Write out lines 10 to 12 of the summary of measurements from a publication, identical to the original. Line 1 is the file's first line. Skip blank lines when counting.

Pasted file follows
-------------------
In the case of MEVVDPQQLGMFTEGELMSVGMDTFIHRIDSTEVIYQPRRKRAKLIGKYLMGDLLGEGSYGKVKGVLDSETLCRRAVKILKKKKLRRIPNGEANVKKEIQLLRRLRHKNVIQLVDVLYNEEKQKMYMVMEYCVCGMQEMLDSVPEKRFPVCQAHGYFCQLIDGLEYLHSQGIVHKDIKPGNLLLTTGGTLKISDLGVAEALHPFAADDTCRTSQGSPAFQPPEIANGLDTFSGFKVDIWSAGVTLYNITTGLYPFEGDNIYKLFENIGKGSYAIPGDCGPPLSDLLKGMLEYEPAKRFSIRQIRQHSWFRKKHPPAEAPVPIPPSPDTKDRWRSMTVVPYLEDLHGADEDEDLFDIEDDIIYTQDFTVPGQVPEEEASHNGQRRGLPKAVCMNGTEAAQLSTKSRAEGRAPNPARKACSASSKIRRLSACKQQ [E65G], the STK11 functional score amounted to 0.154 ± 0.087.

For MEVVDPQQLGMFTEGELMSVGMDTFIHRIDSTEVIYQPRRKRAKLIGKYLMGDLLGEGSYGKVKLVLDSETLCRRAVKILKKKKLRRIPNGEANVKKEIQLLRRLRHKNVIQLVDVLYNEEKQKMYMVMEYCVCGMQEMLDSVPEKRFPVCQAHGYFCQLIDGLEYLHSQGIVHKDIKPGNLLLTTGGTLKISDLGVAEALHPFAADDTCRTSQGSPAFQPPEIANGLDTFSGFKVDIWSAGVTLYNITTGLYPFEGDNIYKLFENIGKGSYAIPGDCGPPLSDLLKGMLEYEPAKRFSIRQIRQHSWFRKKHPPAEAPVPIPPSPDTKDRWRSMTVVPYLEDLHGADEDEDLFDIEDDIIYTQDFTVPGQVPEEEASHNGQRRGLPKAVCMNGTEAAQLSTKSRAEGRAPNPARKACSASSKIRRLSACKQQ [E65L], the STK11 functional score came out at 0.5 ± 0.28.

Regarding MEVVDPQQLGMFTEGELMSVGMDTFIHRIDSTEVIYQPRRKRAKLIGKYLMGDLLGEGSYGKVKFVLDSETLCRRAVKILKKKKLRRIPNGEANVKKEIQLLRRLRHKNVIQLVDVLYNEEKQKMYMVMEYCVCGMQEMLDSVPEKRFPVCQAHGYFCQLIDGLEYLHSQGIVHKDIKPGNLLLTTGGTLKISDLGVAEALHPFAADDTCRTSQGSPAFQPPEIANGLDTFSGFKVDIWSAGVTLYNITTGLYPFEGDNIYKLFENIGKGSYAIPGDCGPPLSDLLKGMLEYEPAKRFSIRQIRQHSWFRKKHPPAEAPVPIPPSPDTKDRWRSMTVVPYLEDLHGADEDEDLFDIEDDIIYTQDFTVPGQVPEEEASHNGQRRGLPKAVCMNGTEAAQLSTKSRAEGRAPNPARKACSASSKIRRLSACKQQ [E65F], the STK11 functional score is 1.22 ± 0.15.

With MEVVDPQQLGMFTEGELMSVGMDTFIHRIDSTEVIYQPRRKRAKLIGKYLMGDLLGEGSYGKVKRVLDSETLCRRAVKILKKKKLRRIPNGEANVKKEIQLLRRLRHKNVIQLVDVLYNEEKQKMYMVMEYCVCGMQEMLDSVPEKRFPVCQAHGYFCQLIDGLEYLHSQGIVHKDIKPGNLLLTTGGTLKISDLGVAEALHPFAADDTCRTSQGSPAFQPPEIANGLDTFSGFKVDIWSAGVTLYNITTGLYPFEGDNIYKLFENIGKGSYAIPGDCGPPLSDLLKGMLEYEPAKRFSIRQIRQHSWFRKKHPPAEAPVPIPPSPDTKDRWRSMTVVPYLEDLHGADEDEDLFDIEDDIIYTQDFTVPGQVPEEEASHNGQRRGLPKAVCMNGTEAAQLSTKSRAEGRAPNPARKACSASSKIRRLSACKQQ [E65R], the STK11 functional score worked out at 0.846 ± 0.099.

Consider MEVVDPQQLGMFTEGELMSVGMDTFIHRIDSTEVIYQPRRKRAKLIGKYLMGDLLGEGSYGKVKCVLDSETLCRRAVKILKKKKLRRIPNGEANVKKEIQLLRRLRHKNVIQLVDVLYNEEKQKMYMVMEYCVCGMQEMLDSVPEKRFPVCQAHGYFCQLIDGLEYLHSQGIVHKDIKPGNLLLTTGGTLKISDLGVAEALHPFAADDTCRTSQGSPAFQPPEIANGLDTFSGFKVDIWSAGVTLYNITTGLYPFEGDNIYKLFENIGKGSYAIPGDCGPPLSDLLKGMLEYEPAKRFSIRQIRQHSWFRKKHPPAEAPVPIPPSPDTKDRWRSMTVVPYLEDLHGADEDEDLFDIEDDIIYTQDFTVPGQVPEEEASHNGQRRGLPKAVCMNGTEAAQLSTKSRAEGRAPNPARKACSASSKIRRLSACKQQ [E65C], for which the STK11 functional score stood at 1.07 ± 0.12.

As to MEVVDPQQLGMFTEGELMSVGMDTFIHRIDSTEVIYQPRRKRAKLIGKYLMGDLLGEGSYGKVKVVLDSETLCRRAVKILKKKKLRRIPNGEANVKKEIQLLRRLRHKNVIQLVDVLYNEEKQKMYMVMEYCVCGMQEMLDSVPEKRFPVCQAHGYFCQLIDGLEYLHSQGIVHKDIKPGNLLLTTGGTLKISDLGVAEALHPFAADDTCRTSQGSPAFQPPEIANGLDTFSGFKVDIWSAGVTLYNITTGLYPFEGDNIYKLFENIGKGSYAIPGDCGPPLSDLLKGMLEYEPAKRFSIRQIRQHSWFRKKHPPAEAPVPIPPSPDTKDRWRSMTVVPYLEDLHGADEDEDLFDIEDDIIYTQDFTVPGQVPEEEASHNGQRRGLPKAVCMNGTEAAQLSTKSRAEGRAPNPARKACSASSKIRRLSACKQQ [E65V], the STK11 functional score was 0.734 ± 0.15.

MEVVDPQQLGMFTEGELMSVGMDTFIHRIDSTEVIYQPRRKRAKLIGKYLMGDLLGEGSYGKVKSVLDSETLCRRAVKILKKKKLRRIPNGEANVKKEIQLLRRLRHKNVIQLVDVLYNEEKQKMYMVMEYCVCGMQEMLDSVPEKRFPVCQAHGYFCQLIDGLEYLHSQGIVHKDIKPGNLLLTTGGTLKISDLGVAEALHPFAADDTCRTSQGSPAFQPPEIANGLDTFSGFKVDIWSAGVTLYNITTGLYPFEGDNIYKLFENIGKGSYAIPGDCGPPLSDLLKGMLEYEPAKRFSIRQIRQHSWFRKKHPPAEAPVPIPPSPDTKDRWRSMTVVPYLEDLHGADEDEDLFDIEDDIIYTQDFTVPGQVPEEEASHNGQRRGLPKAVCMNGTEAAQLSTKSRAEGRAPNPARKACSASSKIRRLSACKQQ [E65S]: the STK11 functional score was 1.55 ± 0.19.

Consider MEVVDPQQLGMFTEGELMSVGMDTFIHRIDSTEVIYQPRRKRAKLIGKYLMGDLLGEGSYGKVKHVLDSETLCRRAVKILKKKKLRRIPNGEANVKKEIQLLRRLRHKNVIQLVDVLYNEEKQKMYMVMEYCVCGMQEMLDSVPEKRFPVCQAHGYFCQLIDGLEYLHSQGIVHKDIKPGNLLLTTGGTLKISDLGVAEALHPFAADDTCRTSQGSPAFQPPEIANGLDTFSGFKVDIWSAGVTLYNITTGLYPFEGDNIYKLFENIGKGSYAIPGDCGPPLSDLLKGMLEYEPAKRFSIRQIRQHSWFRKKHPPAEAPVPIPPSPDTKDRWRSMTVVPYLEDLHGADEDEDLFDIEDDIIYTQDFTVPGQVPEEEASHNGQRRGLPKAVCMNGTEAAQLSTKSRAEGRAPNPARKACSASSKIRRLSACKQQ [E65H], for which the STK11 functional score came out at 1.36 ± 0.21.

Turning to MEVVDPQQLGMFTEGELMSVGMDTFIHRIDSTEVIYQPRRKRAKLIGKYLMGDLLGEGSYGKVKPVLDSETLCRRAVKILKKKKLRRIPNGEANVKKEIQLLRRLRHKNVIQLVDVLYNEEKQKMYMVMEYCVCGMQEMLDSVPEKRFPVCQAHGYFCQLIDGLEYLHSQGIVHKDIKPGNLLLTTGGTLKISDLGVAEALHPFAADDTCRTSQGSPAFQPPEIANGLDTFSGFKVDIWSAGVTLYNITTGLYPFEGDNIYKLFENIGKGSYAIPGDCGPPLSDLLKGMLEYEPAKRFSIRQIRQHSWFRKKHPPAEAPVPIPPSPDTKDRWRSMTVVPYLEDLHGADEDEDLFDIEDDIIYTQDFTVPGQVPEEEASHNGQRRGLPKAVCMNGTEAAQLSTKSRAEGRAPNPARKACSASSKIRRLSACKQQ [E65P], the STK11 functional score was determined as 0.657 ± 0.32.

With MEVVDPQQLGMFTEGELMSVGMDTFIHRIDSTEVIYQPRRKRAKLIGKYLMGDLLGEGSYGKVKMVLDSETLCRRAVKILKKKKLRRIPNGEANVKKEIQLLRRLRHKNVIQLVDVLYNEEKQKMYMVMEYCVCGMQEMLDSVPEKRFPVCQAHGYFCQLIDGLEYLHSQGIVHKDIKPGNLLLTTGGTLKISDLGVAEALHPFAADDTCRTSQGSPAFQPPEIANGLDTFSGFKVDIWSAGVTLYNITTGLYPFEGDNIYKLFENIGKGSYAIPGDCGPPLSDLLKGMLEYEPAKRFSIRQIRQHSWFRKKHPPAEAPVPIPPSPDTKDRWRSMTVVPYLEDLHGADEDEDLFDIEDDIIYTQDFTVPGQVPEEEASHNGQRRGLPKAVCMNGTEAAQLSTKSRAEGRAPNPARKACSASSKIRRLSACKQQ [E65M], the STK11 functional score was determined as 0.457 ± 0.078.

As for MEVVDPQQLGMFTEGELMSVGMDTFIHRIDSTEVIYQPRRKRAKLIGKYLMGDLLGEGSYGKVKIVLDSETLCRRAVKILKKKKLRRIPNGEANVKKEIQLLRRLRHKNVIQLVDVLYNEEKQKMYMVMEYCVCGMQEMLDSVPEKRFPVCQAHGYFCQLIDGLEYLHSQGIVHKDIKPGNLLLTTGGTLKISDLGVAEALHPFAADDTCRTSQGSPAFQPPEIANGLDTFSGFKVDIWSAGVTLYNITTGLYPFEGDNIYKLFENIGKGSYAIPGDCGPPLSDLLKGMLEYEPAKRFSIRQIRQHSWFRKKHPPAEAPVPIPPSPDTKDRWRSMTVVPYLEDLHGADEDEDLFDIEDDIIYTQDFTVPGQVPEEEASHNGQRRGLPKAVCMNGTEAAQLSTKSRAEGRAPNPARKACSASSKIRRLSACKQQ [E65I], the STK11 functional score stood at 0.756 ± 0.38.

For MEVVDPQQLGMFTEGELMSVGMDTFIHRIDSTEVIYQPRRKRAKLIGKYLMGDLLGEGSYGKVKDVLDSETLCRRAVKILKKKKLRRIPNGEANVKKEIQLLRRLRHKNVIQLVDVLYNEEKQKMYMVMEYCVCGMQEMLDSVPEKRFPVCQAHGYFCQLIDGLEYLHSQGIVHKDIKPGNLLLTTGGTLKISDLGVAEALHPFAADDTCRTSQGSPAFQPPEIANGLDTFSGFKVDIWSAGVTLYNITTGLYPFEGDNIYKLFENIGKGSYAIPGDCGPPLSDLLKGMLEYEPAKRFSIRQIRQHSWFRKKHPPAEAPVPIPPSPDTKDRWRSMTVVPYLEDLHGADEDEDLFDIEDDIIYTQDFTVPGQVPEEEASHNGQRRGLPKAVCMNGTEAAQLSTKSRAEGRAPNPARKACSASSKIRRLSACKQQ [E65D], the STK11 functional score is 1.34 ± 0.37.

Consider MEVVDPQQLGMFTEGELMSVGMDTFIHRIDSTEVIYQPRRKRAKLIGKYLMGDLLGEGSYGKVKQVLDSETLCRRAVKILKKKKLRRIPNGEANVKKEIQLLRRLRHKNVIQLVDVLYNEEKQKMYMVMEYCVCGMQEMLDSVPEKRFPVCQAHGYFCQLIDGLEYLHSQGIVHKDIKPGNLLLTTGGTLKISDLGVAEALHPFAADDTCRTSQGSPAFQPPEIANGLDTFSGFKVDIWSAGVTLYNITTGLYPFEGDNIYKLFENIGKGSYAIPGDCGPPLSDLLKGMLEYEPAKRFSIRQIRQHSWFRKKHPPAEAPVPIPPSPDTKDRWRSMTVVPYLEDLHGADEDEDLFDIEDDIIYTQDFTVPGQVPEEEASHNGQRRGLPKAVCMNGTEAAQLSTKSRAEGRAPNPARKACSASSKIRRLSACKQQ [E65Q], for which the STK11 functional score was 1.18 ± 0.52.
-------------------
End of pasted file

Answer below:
With MEVVDPQQLGMFTEGELMSVGMDTFIHRIDSTEVIYQPRRKRAKLIGKYLMGDLLGEGSYGKVKMVLDSETLCRRAVKILKKKKLRRIPNGEANVKKEIQLLRRLRHKNVIQLVDVLYNEEKQKMYMVMEYCVCGMQEMLDSVPEKRFPVCQAHGYFCQLIDGLEYLHSQGIVHKDIKPGNLLLTTGGTLKISDLGVAEALHPFAADDTCRTSQGSPAFQPPEIANGLDTFSGFKVDIWSAGVTLYNITTGLYPFEGDNIYKLFENIGKGSYAIPGDCGPPLSDLLKGMLEYEPAKRFSIRQIRQHSWFRKKHPPAEAPVPIPPSPDTKDRWRSMTVVPYLEDLHGADEDEDLFDIEDDIIYTQDFTVPGQVPEEEASHNGQRRGLPKAVCMNGTEAAQLSTKSRAEGRAPNPARKACSASSKIRRLSACKQQ [E65M], the STK11 functional score was determined as 0.457 ± 0.078.

As for MEVVDPQQLGMFTEGELMSVGMDTFIHRIDSTEVIYQPRRKRAKLIGKYLMGDLLGEGSYGKVKIVLDSETLCRRAVKILKKKKLRRIPNGEANVKKEIQLLRRLRHKNVIQLVDVLYNEEKQKMYMVMEYCVCGMQEMLDSVPEKRFPVCQAHGYFCQLIDGLEYLHSQGIVHKDIKPGNLLLTTGGTLKISDLGVAEALHPFAADDTCRTSQGSPAFQPPEIANGLDTFSGFKVDIWSAGVTLYNITTGLYPFEGDNIYKLFENIGKGSYAIPGDCGPPLSDLLKGMLEYEPAKRFSIRQIRQHSWFRKKHPPAEAPVPIPPSPDTKDRWRSMTVVPYLEDLHGADEDEDLFDIEDDIIYTQDFTVPGQVPEEEASHNGQRRGLPKAVCMNGTEAAQLSTKSRAEGRAPNPARKACSASSKIRRLSACKQQ [E65I], the STK11 functional score stood at 0.756 ± 0.38.

For MEVVDPQQLGMFTEGELMSVGMDTFIHRIDSTEVIYQPRRKRAKLIGKYLMGDLLGEGSYGKVKDVLDSETLCRRAVKILKKKKLRRIPNGEANVKKEIQLLRRLRHKNVIQLVDVLYNEEKQKMYMVMEYCVCGMQEMLDSVPEKRFPVCQAHGYFCQLIDGLEYLHSQGIVHKDIKPGNLLLTTGGTLKISDLGVAEALHPFAADDTCRTSQGSPAFQPPEIANGLDTFSGFKVDIWSAGVTLYNITTGLYPFEGDNIYKLFENIGKGSYAIPGDCGPPLSDLLKGMLEYEPAKRFSIRQIRQHSWFRKKHPPAEAPVPIPPSPDTKDRWRSMTVVPYLEDLHGADEDEDLFDIEDDIIYTQDFTVPGQVPEEEASHNGQRRGLPKAVCMNGTEAAQLSTKSRAEGRAPNPARKACSASSKIRRLSACKQQ [E65D], the STK11 functional score is 1.34 ± 0.37.